Charted: Newspapers and TV are holding up amidst India’s digital explosion

Tuned in.
Tuned in.
Image: REUTERS/Shailesh Andrade
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In the Indian media market, there’s room for everyone to grow.

New-age digital platforms are witnessing rapid expansion, without cannibalising on the traditional television set or the newspaper. These findings are part of a report released on Dec. 06 by the Boston Consulting Group (BCG) and the Confederation of Indian Industry (CII), looking at India’s evolving media landscape.

The proliferation of smartphones—Indians are set to own 829 million of them by 2022—has pushed more Indians to start adopting online video content, like Amazon Prime Video and Netflix, at a scorching pace. Cheap data rates, too, are helping them stay online longer.

Yet, Indians are also spending more hours huddled before the TV and on newspapers. Content consumption continues to grow in these segments, albeit in low single-digits. This is quite unlike the scenario in developed markets like the US or even China, where TV and print consumption are declining steadily.

“India is one of the few countries in the world where we are witnessing most mediums growing hand-in-hand and we see this continuing in the foreseeable future,” said Kanchan Samtani, partner and director of BCG India.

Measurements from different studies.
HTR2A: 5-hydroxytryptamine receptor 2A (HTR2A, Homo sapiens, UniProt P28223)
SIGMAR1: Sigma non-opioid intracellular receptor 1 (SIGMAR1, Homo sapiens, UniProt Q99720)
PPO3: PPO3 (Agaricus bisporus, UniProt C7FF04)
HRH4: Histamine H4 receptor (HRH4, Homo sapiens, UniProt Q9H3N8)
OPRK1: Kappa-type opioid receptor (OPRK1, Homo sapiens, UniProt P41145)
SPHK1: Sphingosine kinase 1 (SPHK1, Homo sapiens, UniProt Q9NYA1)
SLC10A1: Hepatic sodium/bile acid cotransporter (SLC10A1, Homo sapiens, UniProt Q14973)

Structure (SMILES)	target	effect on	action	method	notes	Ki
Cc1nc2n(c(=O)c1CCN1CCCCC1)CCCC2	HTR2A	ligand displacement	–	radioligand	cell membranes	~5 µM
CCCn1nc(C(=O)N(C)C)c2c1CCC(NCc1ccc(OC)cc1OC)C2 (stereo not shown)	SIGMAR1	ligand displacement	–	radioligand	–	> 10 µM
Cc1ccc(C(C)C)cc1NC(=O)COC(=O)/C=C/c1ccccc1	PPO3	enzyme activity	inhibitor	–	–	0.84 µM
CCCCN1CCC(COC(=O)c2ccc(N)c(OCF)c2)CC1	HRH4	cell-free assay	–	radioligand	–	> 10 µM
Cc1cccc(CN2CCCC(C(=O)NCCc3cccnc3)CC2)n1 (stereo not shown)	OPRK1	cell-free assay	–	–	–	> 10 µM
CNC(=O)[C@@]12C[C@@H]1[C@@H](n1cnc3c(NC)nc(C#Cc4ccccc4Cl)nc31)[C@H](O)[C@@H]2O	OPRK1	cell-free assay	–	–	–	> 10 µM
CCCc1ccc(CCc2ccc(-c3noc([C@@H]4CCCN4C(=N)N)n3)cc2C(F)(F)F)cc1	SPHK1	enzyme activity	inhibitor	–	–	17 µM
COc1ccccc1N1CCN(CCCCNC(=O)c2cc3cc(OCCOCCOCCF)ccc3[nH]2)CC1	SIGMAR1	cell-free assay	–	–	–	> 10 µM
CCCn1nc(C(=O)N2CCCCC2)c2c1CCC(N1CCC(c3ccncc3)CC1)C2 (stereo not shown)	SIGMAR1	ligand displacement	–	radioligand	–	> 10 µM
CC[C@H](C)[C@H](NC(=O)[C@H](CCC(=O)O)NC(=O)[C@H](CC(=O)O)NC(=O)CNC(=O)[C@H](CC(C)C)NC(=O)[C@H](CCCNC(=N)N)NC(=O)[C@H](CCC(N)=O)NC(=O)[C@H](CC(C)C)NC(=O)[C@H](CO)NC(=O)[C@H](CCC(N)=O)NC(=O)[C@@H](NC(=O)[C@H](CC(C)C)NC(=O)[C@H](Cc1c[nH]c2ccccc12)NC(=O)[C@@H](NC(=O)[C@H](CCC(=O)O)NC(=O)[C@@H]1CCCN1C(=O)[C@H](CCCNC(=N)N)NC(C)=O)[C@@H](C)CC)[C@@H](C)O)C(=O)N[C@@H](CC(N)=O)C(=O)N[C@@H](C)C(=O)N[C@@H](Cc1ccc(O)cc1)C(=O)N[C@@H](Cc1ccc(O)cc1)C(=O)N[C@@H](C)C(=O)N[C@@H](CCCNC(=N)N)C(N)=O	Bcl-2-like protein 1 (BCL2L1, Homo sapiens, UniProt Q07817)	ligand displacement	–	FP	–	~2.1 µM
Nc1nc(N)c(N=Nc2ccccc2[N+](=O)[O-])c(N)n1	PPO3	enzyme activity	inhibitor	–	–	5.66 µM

BCG sees this trend continuing for the next several years. “We expect India to remain a multi-modal market where all forms of media, including traditional media like TV and digital, co-exist,” the report said.

India’s overall media consumption, across platforms, has been growing at a compounded annual growth rate (CAGR) of 9% over the past six years, almost twice that of China’s and nine times that of US growth rates.

To be sure, this frantic pace is on account of the existing low base of per capita media consumption in India. In 2018, Indians consumed just 4.6 hours of media content a day, far lower than China’s 6.4 hours, and the US’s 11.8 hours.

That apart, certain other features of the Indian market have also helped.

Indian families (95% of them) have relied on a single television set as their primary mode of entertainment and media. That means TV viewing is a family occasion. “Literacy levels constrain print penetration and screen density is much lower than China and the US,” the report said.

But smartphones are set to change that with more internet companies pushing vernacular content to reach the masses here. Hence, going forward, digital is a clear winner.

Internet growth in India has been exploding. This has pushed the entry of large video-content companies such as Netflix, Amazon Prime, and even local platforms such as Hotstar and Voot. Indians are now spending an average of 190 minutes per day across various video platforms.